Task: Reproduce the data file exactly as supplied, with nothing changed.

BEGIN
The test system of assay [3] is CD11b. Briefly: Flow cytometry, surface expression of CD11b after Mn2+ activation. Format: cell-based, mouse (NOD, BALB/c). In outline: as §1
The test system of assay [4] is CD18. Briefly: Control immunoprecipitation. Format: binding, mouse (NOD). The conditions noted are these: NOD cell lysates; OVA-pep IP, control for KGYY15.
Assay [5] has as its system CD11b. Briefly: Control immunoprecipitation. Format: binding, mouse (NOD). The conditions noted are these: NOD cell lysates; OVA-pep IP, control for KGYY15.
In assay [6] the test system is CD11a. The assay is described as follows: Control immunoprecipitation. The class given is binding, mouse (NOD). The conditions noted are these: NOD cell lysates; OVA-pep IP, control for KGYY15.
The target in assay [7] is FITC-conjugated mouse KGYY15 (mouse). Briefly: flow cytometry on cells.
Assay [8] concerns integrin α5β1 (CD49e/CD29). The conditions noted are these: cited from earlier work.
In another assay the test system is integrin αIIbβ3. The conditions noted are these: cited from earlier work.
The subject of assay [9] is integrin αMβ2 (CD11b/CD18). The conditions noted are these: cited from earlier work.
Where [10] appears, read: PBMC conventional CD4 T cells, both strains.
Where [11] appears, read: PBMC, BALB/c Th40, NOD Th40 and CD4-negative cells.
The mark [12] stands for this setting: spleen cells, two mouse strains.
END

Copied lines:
The test system of assay [3] is CD11b. Briefly: Flow cytometry, surface expression of CD11b after Mn2+ activation. Format: cell-based, mouse (NOD, BALB/c). In outline: as §1
The test system of assay [4] is CD18. Briefly: Control immunoprecipitation. Format: binding, mouse (NOD). The conditions noted are these: NOD cell lysates; OVA-pep IP, control for KGYY15.
Assay [5] has as its system CD11b. Briefly: Control immunoprecipitation. Format: binding, mouse (NOD). The conditions noted are these: NOD cell lysates; OVA-pep IP, control for KGYY15.
In assay [6] the test system is CD11a. The assay is described as follows: Control immunoprecipitation. The class given is binding, mouse (NOD). The conditions noted are these: NOD cell lysates; OVA-pep IP, control for KGYY15.
The target in assay [7] is FITC-conjugated mouse KGYY15 (mouse). Briefly: flow cytometry on cells.
Assay [8] concerns integrin α5β1 (CD49e/CD29). The conditions noted are these: cited from earlier work.
In another assay the test system is integrin αIIbβ3. The conditions noted are these: cited from earlier work.
The subject of assay [9] is integrin αMβ2 (CD11b/CD18). The conditions noted are these: cited from earlier work.
Where [10] appears, read: PBMC conventional CD4 T cells, both strains.
Where [11] appears, read: PBMC, BALB/c Th40, NOD Th40 and CD4-negative cells.
The mark [12] stands for this setting: spleen cells, two mouse strains.